sewing · softies

Organic softies

Funny hats
Funny hats

I was recently asked to consider making some ‘eco’ softies for a local store, and its been something I have been thinking a lot about lately.  To be honest I know very little about fabric production methods, and bugger all about how hobbyfill is made.  So far almost my softies have been mostly made of all new materials (that are pre-washed in phosphate free detergent) and are all stuffed with polyfil.

On the internet I have found it hard to find simple and clear information.  From some reading it seems clear that world wide there is little clear definition around what constitutes a ‘organic fabric’, and the dyes used on it, and even less information on stuffing.

To clarify when I say ‘eco’ to me this means made with the environment in mind; either produced from environmentally sustainable material, using recycled materials, but also produced using locally obtained materials.  There seems little point in using organic materials if they are all shipped over from the other side of the world.  Is this what everyone else thinks?

So I have done some research on production of ‘eco’ softies from a cost and convenience perspective and would love if any of  you wanted to share your ideas and opinions.

Fabric options:

As far as I can tell there are three options for fabric.

Organic printed fabric – can be expensive starting at around $16 US a yard (compared to around $8)

Locally screenprinted fabric- again can be expensive but most seem to be screenprinted on environmentally friendly fabric with gentle inks.

Recycled fabric from clothes, sheets etc.  Requires a bit of luck and a lot of fossicking in Op shops… the fun bit.

Filling

So far stuffing seems to be a sticking point.  The closest I could find was pure wool stuffing which is again expensive at $35 p kg (including the $10 for postage as it’s from Victoria).  I have noticed some overseas softie makers using polyfil made from recycled plastic bottles but I can’t seem to source this locally.  Does anyone know of any other filling types available in Australia?

Selling

Is there a market for ‘eco’ softies outside of specific stores that specialise in this sort of thing.  Has anyone who sells handmade goods ever been asked about ‘environmentally friendly’ options?  As a purchaser is this something that would change your buying decision in handmade goods such a soft toys?

Here are some interesting links on these issues

Fashion to die for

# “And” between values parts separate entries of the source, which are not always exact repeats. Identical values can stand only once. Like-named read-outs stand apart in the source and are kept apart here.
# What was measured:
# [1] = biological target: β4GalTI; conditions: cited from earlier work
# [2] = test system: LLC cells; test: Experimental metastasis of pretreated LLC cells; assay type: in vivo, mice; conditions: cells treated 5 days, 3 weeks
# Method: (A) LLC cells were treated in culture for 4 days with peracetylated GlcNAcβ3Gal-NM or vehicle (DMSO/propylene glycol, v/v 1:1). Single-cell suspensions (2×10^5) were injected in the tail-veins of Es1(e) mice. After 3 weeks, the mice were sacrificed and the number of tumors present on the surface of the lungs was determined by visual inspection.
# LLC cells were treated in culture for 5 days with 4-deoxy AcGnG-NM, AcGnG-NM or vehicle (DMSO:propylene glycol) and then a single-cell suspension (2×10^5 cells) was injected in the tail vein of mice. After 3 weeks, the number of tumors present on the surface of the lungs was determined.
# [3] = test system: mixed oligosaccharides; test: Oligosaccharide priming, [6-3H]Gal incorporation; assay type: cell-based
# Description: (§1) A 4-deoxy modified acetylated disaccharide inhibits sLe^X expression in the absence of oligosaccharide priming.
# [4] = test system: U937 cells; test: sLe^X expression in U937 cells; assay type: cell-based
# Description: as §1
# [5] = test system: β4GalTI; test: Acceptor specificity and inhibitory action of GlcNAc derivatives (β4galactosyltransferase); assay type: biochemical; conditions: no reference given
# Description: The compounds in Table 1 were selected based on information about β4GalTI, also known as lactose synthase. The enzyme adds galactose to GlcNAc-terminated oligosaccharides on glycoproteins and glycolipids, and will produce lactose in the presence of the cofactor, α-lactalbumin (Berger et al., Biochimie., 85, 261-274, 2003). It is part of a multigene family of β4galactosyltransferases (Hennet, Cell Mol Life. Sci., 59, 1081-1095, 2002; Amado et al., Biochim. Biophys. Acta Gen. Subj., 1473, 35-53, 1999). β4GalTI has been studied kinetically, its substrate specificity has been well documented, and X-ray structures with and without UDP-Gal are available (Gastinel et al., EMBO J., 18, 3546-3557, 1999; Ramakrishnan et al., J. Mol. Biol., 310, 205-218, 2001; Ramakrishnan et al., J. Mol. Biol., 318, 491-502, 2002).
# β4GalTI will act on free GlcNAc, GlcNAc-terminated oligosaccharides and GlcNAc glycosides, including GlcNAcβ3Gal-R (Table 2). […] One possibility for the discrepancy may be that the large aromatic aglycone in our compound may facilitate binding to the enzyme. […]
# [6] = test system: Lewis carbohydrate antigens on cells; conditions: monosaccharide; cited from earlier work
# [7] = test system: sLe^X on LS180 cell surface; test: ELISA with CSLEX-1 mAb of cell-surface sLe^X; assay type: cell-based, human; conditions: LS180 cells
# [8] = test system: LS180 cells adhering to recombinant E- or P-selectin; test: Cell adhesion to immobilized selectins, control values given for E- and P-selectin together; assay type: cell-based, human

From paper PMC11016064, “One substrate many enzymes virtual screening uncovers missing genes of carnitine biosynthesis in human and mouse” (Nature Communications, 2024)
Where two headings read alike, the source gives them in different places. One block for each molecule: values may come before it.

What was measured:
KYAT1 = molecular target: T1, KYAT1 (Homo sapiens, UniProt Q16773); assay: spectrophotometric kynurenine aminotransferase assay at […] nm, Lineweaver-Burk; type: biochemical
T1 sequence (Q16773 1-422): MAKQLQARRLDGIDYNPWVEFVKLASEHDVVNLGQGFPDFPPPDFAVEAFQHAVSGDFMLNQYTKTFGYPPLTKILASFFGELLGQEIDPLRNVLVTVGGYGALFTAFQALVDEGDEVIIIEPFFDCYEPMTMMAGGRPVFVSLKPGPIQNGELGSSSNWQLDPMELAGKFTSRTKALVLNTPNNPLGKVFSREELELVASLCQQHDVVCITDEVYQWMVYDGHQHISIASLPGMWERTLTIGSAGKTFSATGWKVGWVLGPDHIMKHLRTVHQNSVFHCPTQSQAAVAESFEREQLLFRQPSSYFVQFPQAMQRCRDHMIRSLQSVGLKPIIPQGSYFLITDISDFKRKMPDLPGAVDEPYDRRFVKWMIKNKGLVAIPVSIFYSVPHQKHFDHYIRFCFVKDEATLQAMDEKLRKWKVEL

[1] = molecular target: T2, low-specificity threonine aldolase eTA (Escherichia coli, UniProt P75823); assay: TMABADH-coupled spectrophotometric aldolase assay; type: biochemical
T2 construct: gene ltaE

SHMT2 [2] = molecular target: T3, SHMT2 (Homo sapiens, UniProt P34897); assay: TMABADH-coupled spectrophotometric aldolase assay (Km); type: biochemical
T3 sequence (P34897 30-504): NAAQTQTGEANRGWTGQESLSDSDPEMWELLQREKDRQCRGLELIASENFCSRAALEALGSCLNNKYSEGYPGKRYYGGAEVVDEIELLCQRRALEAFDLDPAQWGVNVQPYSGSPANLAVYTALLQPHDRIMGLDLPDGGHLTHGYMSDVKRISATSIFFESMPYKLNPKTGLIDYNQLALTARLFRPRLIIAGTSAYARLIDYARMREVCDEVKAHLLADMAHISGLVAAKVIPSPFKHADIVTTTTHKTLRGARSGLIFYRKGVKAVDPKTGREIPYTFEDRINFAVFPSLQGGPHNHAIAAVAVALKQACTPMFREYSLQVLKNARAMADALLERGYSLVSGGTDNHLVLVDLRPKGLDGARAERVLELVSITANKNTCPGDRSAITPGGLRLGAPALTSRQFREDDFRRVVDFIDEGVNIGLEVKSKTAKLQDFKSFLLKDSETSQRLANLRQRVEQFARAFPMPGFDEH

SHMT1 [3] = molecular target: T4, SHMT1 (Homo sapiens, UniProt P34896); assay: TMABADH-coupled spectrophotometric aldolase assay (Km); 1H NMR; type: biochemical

The fabrics of life

Thursday, I don’t care about you

The role of Organic production in the cotton industry

“Certified organic clothing” what does it mean?

I’d love to hear what y’all think

Rachel

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8 thoughts on “Organic softies

  1. Ooooh, Rachel, I could probably talk your ear off on this one! Good questions, good questions. I have some thoughts because I’ve wondered about the same things, but they probably bring up more questions than answers…
    1. What is truly ‘eco’? To be honest the friendliest, most sustainable option for the world and the environment is to use recylced/reclaimed/second-hand fabrics. This makes a non-issue of production methods, water/chemical usage, and also saves used fabrics and fibres from landfill. In this case it doesn’t matter whether the material/filling is ‘natural’ or synthetic because either way it is going to be wasted if you don’t use it.

    HOWEVER:
    2. What do consumers think is ‘eco’? Generally I think most people are thinking about what is ‘pure’ and ‘safe’ for a child, in which case they want natural and organic fibres and fillings. Most people turn up their nose at synthetic fibres, assuming they are evil, but as you point out, organic cotton production is still very wasteful.

    3. Local production: NO fabric at this stage, good bad or ugly, is manufactured within australia. All cotton, organics, hemp/blends, everything is imported. So anything new that you buy will be imported somewhere along the line, even the base cloth that is printed locally.

    4. Recyled ‘eco-fill’: yes, it’s just available in the US. A group called Kunin make ‘eco-fi’ felt and other fibres by recycling PET. Good product but once again needs to be imported.

    PHEW! I reckon the most sustainable options would be vintage/reclaimed fabrics, using locally-produced wool stuffing. But this might not be what the shop is actually after…